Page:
By Dave Caplan
The Woolworth Building, one of the most historic and beautiful buildings in New York City, is located at 233 Broadway in lower Manhattan across from City Hall Park. The man responsible for creating this landmark was Frank W. Woolworth, one of the first great retailers who started the Woolworth five and dime chain store.
Woolworth wanted to create a skyscraper which resembled the House of Commons in London, England. Cass Gilbert one of the great architects of the time was hired to create Woolworth’s masterpiece. Woolworth plunked down 13.5 million dollars of his own money for its construction.
After nearly three years of construction, the building opened on April 24th 1913. It surpassed the Met Life Building as the tallest building in the world and would keep that title until 1930 when 40 Wall St and the Chrysler building were completed. In 1930 an observation deck opened on the 57th floor and guests enjoyed the beautiful views until it was closed in 1941. Soaring to 792 feet with 60 floors, its resemblance to European Gothic Cathedrals earned it the nickname “The Cathedral of Commerce”.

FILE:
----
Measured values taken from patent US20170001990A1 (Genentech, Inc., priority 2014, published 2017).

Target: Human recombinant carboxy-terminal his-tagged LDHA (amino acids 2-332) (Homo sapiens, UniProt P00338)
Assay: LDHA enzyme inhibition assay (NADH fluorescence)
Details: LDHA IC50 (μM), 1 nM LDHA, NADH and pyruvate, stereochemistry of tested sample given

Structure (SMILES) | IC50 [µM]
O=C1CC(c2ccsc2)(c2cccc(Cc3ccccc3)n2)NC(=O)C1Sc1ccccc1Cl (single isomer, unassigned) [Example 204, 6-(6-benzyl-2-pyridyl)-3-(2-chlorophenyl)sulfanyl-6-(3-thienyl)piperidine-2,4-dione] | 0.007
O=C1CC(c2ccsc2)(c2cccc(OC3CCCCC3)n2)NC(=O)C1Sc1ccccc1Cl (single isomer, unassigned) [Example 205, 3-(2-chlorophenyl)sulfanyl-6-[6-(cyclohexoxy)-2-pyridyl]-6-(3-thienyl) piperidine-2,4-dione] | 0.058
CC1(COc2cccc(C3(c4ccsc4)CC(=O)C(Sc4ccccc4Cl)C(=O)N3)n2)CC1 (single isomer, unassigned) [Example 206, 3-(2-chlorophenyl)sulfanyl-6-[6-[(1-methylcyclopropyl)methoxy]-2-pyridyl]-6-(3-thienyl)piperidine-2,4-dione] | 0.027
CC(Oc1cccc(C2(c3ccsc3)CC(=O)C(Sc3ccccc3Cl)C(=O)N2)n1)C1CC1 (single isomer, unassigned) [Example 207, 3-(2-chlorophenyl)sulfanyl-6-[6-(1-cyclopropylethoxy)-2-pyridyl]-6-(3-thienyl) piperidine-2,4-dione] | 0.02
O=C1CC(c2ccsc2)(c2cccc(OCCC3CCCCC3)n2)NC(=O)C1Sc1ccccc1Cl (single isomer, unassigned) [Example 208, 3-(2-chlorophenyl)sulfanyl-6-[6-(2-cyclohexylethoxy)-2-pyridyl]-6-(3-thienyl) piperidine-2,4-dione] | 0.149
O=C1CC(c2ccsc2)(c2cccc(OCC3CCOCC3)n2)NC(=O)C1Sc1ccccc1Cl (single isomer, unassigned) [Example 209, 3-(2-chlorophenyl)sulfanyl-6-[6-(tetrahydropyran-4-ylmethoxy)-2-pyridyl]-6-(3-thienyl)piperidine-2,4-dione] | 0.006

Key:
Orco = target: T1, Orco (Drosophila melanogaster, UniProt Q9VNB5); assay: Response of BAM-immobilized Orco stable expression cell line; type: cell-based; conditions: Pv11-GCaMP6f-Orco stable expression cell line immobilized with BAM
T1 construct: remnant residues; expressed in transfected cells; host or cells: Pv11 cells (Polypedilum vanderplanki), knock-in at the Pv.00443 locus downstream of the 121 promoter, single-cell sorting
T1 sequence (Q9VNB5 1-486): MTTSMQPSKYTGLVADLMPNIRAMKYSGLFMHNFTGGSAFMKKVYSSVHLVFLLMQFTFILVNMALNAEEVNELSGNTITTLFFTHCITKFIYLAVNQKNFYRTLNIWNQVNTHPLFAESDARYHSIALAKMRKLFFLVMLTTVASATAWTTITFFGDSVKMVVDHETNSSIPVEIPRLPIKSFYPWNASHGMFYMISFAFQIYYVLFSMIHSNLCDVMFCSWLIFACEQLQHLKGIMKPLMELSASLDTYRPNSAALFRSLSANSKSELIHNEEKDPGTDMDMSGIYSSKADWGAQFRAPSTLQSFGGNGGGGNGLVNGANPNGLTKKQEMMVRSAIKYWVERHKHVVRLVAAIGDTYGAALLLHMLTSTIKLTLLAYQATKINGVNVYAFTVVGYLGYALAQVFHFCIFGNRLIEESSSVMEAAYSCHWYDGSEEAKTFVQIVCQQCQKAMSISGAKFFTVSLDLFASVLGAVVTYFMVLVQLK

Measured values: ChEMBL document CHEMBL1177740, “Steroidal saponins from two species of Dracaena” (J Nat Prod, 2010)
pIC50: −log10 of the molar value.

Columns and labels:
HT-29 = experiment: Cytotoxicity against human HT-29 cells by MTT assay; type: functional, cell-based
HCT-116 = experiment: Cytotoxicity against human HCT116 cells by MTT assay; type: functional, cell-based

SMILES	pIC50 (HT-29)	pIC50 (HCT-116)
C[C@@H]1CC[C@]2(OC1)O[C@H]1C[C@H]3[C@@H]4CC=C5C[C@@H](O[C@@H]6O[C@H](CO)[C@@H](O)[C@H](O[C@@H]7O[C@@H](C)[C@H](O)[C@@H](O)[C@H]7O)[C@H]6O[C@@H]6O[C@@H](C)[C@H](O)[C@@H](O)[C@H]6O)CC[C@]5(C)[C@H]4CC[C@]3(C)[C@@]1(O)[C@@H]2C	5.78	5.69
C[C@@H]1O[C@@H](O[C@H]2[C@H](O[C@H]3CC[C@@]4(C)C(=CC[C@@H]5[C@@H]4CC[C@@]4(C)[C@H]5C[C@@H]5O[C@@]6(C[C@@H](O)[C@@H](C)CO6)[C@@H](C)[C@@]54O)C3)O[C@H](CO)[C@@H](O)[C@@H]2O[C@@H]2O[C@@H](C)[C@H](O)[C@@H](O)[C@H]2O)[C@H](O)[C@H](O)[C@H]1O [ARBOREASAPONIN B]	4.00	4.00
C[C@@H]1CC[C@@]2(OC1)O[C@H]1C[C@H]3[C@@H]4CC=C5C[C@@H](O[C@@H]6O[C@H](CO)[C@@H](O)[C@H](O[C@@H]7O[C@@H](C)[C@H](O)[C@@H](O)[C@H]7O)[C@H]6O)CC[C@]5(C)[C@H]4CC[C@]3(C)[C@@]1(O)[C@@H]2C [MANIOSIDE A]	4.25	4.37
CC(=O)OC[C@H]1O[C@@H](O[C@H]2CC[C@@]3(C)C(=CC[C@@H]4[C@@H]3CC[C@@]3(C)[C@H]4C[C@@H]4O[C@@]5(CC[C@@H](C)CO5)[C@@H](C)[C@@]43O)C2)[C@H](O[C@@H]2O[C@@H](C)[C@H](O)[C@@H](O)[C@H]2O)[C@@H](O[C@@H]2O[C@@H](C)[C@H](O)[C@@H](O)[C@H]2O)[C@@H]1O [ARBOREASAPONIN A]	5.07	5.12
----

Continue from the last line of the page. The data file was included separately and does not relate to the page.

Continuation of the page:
It was particularly known for its unique, ornate Terra-cotta exterior. Considered one of the most spectacular of the early 20th Century, the lobby of the Woolworth Building is covered in Skyros veined marble has a vaulted ceiling, mosaics and a stained glass ceiling light.
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